Other Nexus Graphica Columns
For more information, you can try the following:
Dark Forces Double Team
Comics Should Be Good
Top 100 Comic Book Runs
League of Extraordinary Gentlemen
Annotations to the League of Extraordinary Gentlemen
Willis H. O'Brien
Kings in Disguise
Recent Books of Interest
American Splendor: Season Two #1 by Harvey Pekar (Vertigo)
Either Pekar continued the Gonzo-style of first-person reportage made famous by Hunter S.
Thompson and Tom Wolfe in the 60s, or was anticipating the era of personal blog posts. Either
way, the epic chronicling of his own life (epic in its scope, even when tracking the often
mundane moments he writes about -- like a fall down the stairs) continues with the first issue
in this new four-issue installment of the Splendor project, now under the
auspices of Vertigo. As with Pekar's other chronicles of the insightful and the "quotidian"
in his life, this is new entry is both alternately brilliant -- showing us what comics can
indeed be "for" -- and mystifying (as you wonder why a certain small moment rose to the
import of being chronicled). Pekar is joined by a succession of artists, and the contributions
of David Lapham, Zachary Baldus, and Ed Piksor had a special flare to the
proceedings. Though I'd be remiss not to offer a shout-out to Austin's own John Lucas,
who nimbly illustrates the virtues of grunting for Pekar, since I first met Lucas through
the good offices of Mr. Klaw, at one of those long-ago San Diego Cons!
The Damned by Cullen Bunn and Brian Hurtt (Oni)
We have double damnation to talk about here, inasmuch as the first issue of the new run is
imminently due out from Oni, and it's that first installment of Volume Two that makes the
collected works of Volume One worth picking up. On its own, part one -- with both Bunn and Hurtt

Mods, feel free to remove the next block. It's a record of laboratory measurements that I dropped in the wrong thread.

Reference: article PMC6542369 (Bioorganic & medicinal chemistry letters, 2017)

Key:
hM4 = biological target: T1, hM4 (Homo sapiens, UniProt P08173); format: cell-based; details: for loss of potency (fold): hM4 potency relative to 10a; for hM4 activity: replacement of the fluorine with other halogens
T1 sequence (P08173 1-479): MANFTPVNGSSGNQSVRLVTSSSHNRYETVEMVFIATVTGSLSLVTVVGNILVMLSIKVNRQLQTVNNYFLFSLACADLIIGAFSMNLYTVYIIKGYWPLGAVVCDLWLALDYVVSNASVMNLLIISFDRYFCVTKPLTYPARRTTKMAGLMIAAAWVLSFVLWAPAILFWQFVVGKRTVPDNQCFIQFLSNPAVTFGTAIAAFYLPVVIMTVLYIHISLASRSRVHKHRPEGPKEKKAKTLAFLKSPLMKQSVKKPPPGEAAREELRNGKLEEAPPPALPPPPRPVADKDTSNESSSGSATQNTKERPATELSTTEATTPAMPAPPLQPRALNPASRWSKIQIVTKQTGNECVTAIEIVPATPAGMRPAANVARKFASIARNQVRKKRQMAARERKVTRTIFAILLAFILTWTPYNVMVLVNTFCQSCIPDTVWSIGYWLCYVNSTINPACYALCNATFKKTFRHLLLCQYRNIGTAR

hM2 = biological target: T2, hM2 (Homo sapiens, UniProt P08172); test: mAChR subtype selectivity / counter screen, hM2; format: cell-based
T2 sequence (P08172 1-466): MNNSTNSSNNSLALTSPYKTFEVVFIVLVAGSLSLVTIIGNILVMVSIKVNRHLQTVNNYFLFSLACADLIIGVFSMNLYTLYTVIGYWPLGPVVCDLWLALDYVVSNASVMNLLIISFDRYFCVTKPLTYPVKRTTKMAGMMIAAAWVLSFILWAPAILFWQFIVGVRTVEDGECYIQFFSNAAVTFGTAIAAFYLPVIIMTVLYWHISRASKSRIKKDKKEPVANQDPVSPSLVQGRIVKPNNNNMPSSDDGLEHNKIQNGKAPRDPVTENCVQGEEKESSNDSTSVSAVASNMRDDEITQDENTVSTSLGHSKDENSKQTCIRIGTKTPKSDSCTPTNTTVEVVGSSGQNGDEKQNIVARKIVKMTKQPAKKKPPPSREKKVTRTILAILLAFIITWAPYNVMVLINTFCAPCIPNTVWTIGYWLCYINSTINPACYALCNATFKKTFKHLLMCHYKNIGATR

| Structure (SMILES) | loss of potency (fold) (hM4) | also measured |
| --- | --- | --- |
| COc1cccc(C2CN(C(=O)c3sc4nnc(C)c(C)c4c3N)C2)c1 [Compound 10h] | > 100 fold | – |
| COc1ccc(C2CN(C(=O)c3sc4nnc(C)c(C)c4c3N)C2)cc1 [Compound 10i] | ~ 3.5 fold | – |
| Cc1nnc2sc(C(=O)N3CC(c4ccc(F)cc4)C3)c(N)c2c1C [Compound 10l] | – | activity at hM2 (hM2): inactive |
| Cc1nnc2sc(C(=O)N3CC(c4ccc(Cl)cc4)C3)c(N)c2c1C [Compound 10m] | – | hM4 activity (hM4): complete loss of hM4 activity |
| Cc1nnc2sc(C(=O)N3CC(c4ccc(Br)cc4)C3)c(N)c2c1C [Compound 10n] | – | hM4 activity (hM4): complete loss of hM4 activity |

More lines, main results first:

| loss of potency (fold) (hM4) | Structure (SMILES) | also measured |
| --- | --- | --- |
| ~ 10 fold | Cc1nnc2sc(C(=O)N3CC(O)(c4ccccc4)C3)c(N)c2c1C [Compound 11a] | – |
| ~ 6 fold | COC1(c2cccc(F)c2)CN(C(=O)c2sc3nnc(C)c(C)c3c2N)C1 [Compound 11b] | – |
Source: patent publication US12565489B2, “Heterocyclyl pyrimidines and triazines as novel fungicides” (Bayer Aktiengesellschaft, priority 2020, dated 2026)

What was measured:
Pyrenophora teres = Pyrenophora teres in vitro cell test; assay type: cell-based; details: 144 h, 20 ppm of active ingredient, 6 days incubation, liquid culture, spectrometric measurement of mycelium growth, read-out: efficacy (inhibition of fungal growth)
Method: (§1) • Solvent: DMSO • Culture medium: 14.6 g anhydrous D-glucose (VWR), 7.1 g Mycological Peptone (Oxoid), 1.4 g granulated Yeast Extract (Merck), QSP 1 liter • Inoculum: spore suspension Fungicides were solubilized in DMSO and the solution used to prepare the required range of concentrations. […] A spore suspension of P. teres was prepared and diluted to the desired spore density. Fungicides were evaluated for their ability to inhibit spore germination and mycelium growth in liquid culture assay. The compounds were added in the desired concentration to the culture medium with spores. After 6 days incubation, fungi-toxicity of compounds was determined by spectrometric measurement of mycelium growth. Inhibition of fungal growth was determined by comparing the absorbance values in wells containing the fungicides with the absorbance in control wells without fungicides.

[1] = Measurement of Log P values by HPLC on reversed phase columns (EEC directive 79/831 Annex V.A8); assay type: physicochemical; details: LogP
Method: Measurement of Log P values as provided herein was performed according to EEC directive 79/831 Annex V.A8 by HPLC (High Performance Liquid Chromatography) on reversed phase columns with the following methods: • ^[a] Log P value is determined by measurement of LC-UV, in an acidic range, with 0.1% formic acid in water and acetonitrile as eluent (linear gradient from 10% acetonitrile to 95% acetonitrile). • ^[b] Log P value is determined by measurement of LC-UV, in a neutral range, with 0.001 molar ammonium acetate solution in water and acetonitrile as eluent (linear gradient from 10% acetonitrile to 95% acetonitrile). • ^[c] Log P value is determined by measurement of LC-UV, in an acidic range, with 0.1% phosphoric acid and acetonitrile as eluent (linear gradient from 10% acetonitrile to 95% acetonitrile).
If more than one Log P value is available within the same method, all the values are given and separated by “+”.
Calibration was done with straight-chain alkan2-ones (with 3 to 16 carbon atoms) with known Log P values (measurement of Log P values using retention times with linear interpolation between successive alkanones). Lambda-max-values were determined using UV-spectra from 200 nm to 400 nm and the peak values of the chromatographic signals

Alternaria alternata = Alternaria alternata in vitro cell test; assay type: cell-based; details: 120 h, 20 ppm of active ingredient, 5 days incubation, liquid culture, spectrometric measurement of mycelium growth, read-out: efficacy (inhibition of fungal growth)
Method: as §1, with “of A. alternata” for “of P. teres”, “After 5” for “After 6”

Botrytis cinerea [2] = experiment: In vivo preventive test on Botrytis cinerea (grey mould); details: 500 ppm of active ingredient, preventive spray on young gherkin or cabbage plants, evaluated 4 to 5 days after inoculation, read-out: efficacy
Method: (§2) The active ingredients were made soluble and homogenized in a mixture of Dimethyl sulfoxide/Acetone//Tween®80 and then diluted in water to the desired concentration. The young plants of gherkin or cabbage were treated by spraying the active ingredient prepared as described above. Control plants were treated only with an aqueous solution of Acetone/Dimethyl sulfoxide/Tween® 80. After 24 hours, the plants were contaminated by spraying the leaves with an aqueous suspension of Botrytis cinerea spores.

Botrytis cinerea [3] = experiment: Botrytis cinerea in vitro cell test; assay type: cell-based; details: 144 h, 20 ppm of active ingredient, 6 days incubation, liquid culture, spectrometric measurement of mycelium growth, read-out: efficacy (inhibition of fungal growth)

sharing story, as the former scripts and the latter draws -- is interesting enough: A
pastiche of hard-boiled gangster doings cross-pollinated with demons and curses, since it
is mostly netherworld creatures making like Damon Runyon characters -- though with a
penchant for much nastier violence -- that makes this story so intriguing. Moving between
the factions and attempting to stay on top of each vendetta is one hapless former homicide
victim named Eddie, who is "cursed" with never staying dead. Not in the zombie sense, but
in the George Sanders-can-never-get-out-of-this-life sense. So he is "wielded" by various
demon factions who know that, in this instance, you can't keep a good man, or a not-so-good
man, down. But the main reason to read the first volume, as it now turns out, is because
Volume Two raises the bar so profoundly, and the book(s) become much more interesting, as
Eddie's family and childhood (what leads a man to become a demon's familiar,
anyhow?) are revealed, and old hurts -- not the supernatural kind -- are reckoned
with. With the back story from part one, you can jump right in to a family drama that
Lovecraft might have approved of -- if he'd only been Mickey Spillane.
Kings in Disguise by James Vance and Dan Burr (Norton)
One of the things Rick and I wanted to do was draw attention to old favorites as well, and
playwright/journalist Vance's story of hard luck and tender -- and tentative -- bonds during
Great Depression #1 (the 1930s one) still resonates. Burr's art evokes the era well, as we
fellow young Freddie Bloch over a landscape of bums, bottles, begging, and (railroad)
bulls. The moments of surcease are few, but deeply felt (and rendered). The specter of
loss -- also deeply felt, and usually with permanent consequences -- is never far away,
and were these more comfortable times, the book would remind us not to take any of our
blessings for granted. In the far less comfortable -- or secure -- times we now inhabit,
the story is clarion call to proceed with eyes open, and with as large a heart as you can "spare."
Megillat Esther by JT Waldman (Jewish Publication Society)
Sure, as we head towards Passover, I should find a graphically rendered Exodus tale to talk
about, since after all, Purim was a month ago, right? But spring is still the season of
renewal and rebirth, and surviving the "close call" of winter. Hence, the Jewish version
of "carnival," called Purim, wherein the "Book of Esther" is read, with its tale of
Esther's beauty winning her the eye of the Persian king, thus enabling her to eventually
remand an order to wipe out all the Jews, as she reveals she, too, is one of the
tribe. The ecumenically minded among you will note the similarity of Esther's name to
other spring-connected "goddess" figures, like Eostar (for whom a certain Other Holiday
is named), or the Ur-fertility goddess herself, Astarte. I wouldn't have known about